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The Study is Now Closed - Here is information on the Recruitment Materials used for the study.

Invitation to San Joaquin Dairies
If you would like more information about the study please contact the study lead investigator, Frank Mitloehner, at (530) 752-3939 or email at fmmitloehner@ucdavis.edu or contact the project coordinator, Diane Mitchell, at (530) 752-1810 or email at dcmitchell@ucdavis.edu.

The purpose of this study was to collect scientifically accurate data of the exposure of dairy workers to dust and ammonia.  The workers’ lung function was monitored at the same time to see if their work exposures had any effect on their breathing.  The idea is to compare their breathing at the start and end of their shift to see if any changes that occur correlate with the materials collected on the samplers they wear. We studied workers directly involved in tending cows at the dairy, with a maximum of 8 per shift.  Depending on the number of workers per dairy, we collected data over at least one night shift, and usually 2-3 day shifts. The following description of the study was used to supply information in advance of the team's arrival at a dairy.

What will happen on Study Days:

backpackThe volunteers will wear a light backpack which contains a pair of air samplers, an ammonium monitor and a pump during their work shift. The air samplers are located only on the backpack (see photo on the right).  The equipment will allow them to work normally.  We will ask the workers questions before and after their work shift to find out where and what sort of tasks they have done (to match to the air samples collected), and find out about their health. No names will be attached to the questionnaires, so answers will be kept as confidential as possible.  We will also give them a breathing test before and after work to see if there are any changes over the work shift.

We will have to ask the workers to arrive earlier than their work shift normally starts  40- 50 minutes in order to complete the testing before they start work
 –The test is in 3 parts -  the breathing test, the questionnaire and the back pack air sampling set-up.


At the end of their shift it will take about 30 minutes to take off the equipment, do another breathing test and answer some more questions about what they actually did in the work period.

We would like to give the workers who help us a small gift such as a soccer ball or ball cap, and those that complete all three components on the same shift will also receive a store gift card.  Also at each visit small samplers (the stationary samplers) would be mounted on a tripod to monitor the air. They would be placed in the milking parlor and freestall areas, making sure they are out of the way of animals and do not interfere with work. We also have some larger monitoring equipment (please see attached page)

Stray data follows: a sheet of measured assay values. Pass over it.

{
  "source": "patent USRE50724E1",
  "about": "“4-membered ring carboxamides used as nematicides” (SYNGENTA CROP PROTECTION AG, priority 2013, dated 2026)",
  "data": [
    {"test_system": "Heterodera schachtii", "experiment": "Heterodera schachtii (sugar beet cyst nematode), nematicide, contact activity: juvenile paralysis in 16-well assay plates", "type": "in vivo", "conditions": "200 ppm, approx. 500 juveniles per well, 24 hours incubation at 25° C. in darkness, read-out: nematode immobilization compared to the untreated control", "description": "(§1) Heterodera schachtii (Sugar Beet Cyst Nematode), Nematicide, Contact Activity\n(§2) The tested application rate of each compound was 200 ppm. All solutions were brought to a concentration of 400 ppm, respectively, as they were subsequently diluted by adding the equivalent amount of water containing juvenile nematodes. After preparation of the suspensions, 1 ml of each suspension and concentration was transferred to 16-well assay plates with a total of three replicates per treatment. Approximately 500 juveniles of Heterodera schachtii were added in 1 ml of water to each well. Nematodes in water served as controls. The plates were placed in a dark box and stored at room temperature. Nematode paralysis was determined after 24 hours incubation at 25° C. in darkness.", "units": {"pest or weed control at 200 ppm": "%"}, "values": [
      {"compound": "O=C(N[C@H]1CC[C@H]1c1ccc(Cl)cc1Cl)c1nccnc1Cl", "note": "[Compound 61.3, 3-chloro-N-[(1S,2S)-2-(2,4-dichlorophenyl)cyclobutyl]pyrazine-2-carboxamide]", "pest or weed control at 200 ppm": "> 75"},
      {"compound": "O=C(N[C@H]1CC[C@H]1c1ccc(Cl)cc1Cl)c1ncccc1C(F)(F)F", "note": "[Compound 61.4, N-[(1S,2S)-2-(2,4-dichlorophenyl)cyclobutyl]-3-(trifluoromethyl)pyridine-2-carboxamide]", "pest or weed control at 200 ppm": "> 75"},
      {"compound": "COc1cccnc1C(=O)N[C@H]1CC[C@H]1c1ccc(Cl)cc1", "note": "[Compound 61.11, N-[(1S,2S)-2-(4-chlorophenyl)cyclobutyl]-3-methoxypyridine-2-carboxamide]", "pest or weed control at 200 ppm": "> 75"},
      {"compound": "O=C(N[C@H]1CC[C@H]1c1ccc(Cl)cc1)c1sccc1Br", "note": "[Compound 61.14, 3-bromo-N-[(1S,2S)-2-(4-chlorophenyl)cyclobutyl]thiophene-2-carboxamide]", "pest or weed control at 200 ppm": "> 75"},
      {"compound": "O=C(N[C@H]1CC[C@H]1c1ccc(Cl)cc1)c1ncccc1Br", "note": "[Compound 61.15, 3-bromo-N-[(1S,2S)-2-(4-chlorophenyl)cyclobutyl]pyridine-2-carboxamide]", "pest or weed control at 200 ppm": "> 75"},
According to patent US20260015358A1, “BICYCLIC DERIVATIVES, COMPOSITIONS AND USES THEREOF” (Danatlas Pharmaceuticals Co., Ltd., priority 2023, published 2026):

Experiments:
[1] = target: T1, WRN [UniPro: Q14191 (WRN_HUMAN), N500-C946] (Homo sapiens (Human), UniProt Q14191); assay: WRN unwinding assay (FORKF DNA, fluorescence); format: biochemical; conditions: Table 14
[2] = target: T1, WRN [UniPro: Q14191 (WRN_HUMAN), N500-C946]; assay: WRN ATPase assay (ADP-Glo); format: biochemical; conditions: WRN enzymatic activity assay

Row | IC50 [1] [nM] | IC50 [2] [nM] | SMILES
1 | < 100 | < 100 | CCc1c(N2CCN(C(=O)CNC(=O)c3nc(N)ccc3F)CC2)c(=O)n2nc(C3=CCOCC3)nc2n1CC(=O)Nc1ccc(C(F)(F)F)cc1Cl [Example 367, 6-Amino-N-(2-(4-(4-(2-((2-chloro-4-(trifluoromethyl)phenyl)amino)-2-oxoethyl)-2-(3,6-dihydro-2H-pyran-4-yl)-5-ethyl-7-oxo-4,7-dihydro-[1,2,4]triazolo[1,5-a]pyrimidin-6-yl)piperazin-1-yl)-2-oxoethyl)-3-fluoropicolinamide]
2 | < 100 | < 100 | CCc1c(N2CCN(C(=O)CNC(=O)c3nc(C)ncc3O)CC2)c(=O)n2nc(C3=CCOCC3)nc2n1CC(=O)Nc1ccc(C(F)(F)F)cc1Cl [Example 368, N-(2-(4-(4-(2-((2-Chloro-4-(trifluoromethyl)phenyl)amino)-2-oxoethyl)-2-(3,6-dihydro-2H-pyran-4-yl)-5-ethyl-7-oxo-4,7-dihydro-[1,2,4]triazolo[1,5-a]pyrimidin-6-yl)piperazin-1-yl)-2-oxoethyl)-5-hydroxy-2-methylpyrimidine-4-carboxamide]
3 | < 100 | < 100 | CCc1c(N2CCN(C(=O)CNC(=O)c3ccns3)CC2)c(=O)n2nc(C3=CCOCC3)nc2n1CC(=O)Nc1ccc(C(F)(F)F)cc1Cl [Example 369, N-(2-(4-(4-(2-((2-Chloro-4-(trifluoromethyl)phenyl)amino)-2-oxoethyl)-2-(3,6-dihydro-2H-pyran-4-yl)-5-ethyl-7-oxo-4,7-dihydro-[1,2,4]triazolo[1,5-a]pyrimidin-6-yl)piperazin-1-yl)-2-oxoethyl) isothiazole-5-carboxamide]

(Left photo: stationary equipment used to monitor particles in the air at dairies)


We expect to monitor about 21 workers total. They have to be male and aged 18-65 and work at least a 6 hour shift.  We would like to survey about 8-10 workers who milk the cows and the remainder would be others who work on the dairy outside the milking parlor.
That is  people who;

  • Birth / care for calves, heifers, dry cows and bulls
  • Tend sick / injured animals or do routine medical care or insemination on cows
  • Feed or mix and distribute feed to animals
  • Do maintenance work in the milk parlor, or corrals
  • Clean / rebed / scrape freestalls or corrals
  • Move animals
  • Flush waste or do lagoon maintenance.

Thank you so much for your help! 
We will have a team of about 7 working at your dairy from the total team: Frank Mitloehner (PI), Diane Mitchell (coordinator), Veronica Arteaga, Chelsea Eastman, Becky Gallo, Johnny Garcia, Victor Hernandez, Rona Silva, Erik Rodriquez and Gloria Andrade.

Dairy Worker Recruitment
Dairy workers will be recruited by an oral presentation approved by the UC Davis Internal Review Board for Human Subjects. This poster will be left at the dairy facilities to explain the study and what subjects would be asked to do:





The Cal-Dehri Study is a collaboration between University of California, Davis departments of Animal Science and Public Health Science, and Colorado State University and is funded by a grant from the National Institute of Occupational Safety and Health (2006-2011) Reproduction of material on this web site is hereby granted solely for personal use. No other use of this material is authorized without prior written approval ofthe UC Regents.

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